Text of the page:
President Obama, First Family Lead The Way In Historic March Across Edmund Pettus Bridge In Selma

US President Barack Obama walks alongside Amelia Boynton Robinson (R), one of the original marchers, the Reverend Al Sharpton
US President Barack Obama walks alongside Amelia Boynton Robinson (R), one of the original marchers, the Reverend Al Sharpton (2nd R), First Lady Michelle Obama (L), and US Representative John Lewis (2nd-L), Democrat of Georgia, and also one of the original marchers, across the Edmund Pettus Bridge to mark the 50th Anniversary of the Selma to Montgomery civil rights marches in Selma, Alabama, March 7, 2015. The event commemorates Bloody Sunday, when civil rights marchers attempting to walk to the Alabama capital of Montgomery to end voting discrimination against African Americans, clashed with police on the bridge. AFP PHOTO / SAUL LOEB (Photo credit should read SAUL LOEB/AFP/Getty Images)

President Barack Obama and the First Family led the way across the Edmund Pettus Bridge in Selma, Alabama, on Saturday as they reenacted the iconic march that took place at the same location fifty years ago.

A large delegation marched behind in an act commemorating the historic civil rights moment by following in the same footsteps as those who risked their lives to march just decades before in what came to be known as "Blood Sunday."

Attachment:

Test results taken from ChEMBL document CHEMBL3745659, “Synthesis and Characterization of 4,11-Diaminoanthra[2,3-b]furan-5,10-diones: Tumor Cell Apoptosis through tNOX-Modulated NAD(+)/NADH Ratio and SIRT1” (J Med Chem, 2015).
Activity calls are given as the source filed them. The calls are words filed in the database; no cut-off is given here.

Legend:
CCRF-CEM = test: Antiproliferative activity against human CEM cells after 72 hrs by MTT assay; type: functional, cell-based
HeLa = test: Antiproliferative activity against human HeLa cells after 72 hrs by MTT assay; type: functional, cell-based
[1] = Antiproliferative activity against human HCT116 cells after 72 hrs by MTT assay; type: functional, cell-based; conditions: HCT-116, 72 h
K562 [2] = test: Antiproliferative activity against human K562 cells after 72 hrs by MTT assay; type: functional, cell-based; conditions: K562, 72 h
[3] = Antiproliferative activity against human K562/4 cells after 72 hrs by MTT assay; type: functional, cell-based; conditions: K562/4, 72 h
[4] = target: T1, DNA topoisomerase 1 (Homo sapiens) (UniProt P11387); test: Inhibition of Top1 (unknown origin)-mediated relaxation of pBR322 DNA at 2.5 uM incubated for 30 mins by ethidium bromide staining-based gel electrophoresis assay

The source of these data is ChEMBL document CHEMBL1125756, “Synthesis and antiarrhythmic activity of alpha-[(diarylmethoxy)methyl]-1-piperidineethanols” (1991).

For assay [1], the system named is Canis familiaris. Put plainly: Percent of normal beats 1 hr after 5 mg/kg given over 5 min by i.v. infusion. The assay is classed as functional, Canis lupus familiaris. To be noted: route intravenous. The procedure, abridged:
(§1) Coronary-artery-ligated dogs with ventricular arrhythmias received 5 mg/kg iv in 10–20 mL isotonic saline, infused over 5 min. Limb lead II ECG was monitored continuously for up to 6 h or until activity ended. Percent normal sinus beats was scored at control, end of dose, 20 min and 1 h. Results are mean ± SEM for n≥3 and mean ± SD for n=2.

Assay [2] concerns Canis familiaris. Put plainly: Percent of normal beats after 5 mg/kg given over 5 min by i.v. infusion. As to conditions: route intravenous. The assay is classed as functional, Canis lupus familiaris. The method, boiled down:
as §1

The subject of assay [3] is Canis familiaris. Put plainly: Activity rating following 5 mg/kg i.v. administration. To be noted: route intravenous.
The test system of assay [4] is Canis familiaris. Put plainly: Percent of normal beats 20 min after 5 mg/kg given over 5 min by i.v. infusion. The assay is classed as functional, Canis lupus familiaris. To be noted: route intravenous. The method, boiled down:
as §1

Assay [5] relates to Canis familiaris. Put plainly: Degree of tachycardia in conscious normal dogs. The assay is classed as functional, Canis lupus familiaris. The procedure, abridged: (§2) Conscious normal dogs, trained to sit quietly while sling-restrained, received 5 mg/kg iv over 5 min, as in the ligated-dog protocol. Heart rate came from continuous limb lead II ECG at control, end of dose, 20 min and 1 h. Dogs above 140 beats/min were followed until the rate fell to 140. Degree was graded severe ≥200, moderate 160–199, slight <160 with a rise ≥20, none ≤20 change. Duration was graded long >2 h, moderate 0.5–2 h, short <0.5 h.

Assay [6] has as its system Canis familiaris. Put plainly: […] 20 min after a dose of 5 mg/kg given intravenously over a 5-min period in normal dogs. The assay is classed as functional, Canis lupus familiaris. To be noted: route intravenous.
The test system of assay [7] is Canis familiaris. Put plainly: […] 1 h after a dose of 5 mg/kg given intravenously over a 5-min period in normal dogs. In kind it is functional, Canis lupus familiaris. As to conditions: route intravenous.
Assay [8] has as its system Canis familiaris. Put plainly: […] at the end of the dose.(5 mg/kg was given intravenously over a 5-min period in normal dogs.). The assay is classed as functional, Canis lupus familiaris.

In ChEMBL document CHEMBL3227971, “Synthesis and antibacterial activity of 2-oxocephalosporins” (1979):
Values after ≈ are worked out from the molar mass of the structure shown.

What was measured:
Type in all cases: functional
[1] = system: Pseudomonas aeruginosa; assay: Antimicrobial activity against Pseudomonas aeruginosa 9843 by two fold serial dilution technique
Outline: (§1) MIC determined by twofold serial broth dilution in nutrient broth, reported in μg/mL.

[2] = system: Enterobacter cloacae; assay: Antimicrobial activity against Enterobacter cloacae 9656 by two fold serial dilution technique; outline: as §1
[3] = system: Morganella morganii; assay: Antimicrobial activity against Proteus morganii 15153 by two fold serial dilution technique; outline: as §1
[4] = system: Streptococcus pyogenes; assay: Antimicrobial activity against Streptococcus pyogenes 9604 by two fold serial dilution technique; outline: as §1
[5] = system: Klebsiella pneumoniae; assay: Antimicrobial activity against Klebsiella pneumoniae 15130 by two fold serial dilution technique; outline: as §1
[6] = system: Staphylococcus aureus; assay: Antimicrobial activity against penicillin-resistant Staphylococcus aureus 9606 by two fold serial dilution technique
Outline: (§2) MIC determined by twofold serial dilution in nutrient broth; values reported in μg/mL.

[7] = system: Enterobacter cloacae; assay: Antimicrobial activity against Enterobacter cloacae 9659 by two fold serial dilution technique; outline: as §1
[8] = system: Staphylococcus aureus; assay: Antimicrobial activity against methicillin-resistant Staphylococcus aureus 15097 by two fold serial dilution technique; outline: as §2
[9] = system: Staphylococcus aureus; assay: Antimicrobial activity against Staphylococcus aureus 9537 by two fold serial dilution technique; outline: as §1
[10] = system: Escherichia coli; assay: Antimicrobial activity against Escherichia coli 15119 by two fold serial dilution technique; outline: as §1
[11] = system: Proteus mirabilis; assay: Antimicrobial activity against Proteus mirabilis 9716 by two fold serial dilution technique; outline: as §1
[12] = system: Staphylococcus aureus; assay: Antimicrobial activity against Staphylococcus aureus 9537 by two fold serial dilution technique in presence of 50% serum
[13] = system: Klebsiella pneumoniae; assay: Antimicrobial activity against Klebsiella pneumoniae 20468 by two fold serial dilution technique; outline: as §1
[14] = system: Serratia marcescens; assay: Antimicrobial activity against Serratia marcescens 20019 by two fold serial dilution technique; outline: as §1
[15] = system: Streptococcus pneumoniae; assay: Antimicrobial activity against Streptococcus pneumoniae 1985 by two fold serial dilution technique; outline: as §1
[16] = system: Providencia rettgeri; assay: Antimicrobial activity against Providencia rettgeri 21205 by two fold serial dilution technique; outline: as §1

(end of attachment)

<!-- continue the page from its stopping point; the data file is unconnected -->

"We gather here to honor the courage of ordinary Americans willing to endure billy clubs and the chastening rod, tear gas and the trampling hoof; men and women who despite the gush of blood and splintered bone would stay true to their North Star and keep marching toward justice," Obama said in his speech.

The march took place just moments after Obama delivered a soaring, and well-received, speech on race and civil rights in America. A massive crowd, gathered at the foot of the bridge, applauded Obama's remarks honoring the landmark civil rights moment and praised him on social media for his "powerful and poignant" words.

Obama was also joined by Representative John Lewis who welcomed him to the stage but not without taking a few moments to recall his own experiences in Selma that day.

"We come to Selma to be renewed. We come to be inspired. We come to be reminded that we must do the work that justice and equality calls us to do," he said.

Lewis also shared some of his powerful memories and photos from the march on Twitter, which resonated strongly with readers who celebrate him as one of the few living marchers who witnessed the iconic moment in history.

"There's still work left to be done," he said in his speech. "Get out there and push and pull until we redeem the soul of America."



President Obama Honors 50th Selma Anniversary